A Painter of Our Time Characters

John Berger

The Characters

(Critical Guide to British Fiction)

The novel almost exclusively concerns a single character and his story. All other characters and events are deployed to illuminate the thoughts and actions of Lavin. This is in part an effect of the text’s formal organization—centering on Lavin’s journal—but it also results from Berger’s apparent intention to write something like a pure novel of thought, in which plot and character are subordinated to the demands of presenting a conflict of ideas. This is one of the several aspects of A Painter of Our Time that mark it as distinctly modernist, in the tradition of James Joyce, Thomas Mann, Marcel Proust, Andre Gide, and, perhaps most pertinent to this novel, Jean-Paul Sartre.

This is not to say that Lavin is exhausted as a character by the expression of his thoughts. One gets the sense of a complex personality (even if it is a familiar type, the bohemian artist), of a man who lives and works in an environment that, if one knows London at all, is palpable and recognizable. The problem with Lavin as a character, the one that Berger seems to have set himself, is that, among his friends, he has almost nothing to say. Like other painters and sculptors whom one knows, Lavin is almost subverbal, inarticulate to the point of near autism when in company. Almost the only words he “speaks” in the text are those left in his journal—and this, the reader learns from the first entry, is in itself a sudden departure from his customary practice of...

(The entire section is 574 words.)

Characters Discussed

(Great Characters in Literature)

Janos Lavin

Janos Lavin, a Hungarian painter and art teacher in London who is some twenty-five years older than his wife. He is dedicated to his art and strives to be as true to himself as he can be. He appears unconcerned with daily events but pays close attention to every detail within his line of sight. He begins to keep a diary after he hears about the execution of his childhood friend, Laszlo, for treason against the state. Janos wants to believe that he does not accept compromise, but at the same time he fears that his entire life as a painter has been a compromise of the ideals of his youth. He decides at the moment of his greatest artistic triumph to return to Hungary to continue political work. He is not heard from again, and his friends suspect that he has been killed.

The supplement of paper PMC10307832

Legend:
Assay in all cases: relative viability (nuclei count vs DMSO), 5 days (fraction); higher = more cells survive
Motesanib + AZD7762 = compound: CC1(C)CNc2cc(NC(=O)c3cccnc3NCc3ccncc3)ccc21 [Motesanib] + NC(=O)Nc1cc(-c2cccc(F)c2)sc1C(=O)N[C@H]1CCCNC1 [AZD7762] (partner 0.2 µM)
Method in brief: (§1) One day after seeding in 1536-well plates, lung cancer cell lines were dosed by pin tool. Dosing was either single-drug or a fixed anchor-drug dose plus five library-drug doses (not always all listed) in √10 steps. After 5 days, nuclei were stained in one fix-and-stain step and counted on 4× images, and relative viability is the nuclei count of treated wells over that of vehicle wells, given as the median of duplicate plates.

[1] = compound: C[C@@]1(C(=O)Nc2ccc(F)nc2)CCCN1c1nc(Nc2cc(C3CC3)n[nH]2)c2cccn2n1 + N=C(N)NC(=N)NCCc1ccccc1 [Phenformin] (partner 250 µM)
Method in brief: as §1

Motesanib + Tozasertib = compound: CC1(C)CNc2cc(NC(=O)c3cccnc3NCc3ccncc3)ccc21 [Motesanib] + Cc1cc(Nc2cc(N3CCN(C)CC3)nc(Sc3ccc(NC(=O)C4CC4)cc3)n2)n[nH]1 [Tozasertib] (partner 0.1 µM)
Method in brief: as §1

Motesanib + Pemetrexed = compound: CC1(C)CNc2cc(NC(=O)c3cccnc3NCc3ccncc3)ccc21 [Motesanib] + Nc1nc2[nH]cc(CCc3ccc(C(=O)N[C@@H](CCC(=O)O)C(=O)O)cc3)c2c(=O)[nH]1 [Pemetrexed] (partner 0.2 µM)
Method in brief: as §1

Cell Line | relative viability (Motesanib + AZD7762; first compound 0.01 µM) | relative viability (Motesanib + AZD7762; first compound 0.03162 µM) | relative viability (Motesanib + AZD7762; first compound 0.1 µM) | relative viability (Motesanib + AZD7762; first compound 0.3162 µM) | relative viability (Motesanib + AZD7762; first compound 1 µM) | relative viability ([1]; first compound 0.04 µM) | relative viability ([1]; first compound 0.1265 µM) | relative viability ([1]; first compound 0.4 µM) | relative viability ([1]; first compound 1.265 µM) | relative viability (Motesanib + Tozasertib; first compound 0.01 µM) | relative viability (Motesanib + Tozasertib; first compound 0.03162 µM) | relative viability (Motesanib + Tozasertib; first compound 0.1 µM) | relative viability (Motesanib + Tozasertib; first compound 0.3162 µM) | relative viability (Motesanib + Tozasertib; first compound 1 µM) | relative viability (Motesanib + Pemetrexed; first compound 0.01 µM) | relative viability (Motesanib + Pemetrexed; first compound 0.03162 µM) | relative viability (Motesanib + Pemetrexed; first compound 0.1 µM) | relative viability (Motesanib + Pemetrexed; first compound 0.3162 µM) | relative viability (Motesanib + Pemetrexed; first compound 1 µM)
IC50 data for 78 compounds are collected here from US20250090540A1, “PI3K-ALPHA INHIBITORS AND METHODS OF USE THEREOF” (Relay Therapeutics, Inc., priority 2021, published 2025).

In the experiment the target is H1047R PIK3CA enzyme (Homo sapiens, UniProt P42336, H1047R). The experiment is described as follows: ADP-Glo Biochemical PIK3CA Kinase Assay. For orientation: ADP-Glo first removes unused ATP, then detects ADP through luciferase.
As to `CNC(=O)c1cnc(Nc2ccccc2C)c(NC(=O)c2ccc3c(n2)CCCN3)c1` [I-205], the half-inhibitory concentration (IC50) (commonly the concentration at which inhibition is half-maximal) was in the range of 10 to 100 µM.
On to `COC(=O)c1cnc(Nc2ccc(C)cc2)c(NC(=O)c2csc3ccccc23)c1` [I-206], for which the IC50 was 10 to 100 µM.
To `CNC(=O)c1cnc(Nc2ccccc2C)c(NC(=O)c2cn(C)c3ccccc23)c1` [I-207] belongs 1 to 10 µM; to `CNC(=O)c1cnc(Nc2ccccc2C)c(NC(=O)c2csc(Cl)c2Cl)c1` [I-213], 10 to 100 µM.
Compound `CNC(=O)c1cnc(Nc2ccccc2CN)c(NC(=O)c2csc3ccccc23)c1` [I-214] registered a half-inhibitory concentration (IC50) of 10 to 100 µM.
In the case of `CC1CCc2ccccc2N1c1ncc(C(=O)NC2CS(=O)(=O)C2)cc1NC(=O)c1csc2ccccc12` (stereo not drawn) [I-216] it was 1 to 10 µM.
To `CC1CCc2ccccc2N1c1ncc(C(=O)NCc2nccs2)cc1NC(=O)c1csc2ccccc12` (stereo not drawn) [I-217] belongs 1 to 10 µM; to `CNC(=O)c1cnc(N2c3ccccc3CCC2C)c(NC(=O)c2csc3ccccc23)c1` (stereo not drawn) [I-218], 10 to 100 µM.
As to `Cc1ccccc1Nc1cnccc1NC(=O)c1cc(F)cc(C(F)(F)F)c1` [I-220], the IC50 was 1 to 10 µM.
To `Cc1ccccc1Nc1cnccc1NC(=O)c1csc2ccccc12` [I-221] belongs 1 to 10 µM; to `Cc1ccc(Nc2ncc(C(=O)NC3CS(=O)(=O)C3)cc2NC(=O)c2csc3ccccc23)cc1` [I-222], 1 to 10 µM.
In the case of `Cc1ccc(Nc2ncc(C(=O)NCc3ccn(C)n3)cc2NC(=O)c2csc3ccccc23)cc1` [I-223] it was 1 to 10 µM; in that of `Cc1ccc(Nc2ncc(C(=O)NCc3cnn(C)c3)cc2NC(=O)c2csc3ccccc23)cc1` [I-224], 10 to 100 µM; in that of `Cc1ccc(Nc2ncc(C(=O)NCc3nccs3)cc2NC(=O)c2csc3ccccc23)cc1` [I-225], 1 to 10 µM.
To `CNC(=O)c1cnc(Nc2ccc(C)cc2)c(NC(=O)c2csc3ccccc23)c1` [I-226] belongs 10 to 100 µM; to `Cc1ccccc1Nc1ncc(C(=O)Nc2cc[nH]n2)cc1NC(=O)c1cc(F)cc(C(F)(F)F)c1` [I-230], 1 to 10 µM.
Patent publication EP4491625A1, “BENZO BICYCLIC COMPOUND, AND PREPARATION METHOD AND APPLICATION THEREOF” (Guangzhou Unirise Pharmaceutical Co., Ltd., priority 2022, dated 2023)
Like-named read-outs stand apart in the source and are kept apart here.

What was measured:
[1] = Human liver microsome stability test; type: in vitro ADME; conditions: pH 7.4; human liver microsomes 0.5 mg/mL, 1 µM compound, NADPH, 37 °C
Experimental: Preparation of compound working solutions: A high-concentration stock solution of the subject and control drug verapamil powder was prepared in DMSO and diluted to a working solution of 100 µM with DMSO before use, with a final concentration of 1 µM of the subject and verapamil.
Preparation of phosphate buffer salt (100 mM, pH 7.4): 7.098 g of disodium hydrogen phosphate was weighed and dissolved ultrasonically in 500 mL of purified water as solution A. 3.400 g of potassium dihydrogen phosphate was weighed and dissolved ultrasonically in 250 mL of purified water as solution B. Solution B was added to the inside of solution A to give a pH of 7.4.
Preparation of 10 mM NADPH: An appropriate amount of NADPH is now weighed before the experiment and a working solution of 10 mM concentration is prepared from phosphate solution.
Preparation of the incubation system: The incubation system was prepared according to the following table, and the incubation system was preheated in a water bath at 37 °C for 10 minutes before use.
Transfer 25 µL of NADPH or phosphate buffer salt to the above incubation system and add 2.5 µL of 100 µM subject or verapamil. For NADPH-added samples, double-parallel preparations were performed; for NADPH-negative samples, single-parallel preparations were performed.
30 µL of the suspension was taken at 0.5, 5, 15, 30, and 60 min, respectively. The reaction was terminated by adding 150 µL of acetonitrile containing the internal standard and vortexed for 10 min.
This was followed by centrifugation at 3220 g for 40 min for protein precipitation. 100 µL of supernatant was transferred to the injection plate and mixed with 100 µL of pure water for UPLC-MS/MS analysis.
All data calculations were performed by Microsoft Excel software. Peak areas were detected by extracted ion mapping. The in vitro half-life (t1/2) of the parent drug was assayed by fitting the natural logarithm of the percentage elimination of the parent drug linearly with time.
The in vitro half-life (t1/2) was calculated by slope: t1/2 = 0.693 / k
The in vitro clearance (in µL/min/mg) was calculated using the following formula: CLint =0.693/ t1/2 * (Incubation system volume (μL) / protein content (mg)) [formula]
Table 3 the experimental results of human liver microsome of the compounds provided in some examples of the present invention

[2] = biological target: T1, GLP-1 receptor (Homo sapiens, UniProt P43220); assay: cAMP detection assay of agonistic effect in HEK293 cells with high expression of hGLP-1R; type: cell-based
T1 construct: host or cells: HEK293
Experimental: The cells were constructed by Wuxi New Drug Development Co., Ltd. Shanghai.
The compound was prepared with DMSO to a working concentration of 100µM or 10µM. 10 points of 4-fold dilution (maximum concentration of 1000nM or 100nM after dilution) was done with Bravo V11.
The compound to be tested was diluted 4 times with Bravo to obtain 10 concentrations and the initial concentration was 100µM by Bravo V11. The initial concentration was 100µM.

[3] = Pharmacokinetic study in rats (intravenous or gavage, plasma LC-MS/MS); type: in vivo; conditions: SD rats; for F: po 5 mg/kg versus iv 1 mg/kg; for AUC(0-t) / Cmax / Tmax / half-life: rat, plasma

Diana Lavin

Diana Lavin, also known as Rosie, Janos’ wife. She married him during a time in which she was working with refugees. She loves him in a maternal way, but when he does not respond as expected, she becomes cold, silent, and quarrelsome by turns. Diana, who is from an upper-middle-class English family, feels betrayed by Janos when he does not become the commercial success as a painter that she had hoped he would be. In her late forties, she has become disillusioned and no longer encourages Janos to be monetarily successful. She goes with resigned detachment to a library job that supports their material needs. When Janos finally succeeds in getting a show at a major gallery, she regains her energy and enthusiasm. After Janos returns to Hungary, she begins an affair with one of his refugee friends.


John, the narrator, a friend of Janos and an art critic. John discovers Janos’ diary hidden in the...

(The entire section is 721 words.)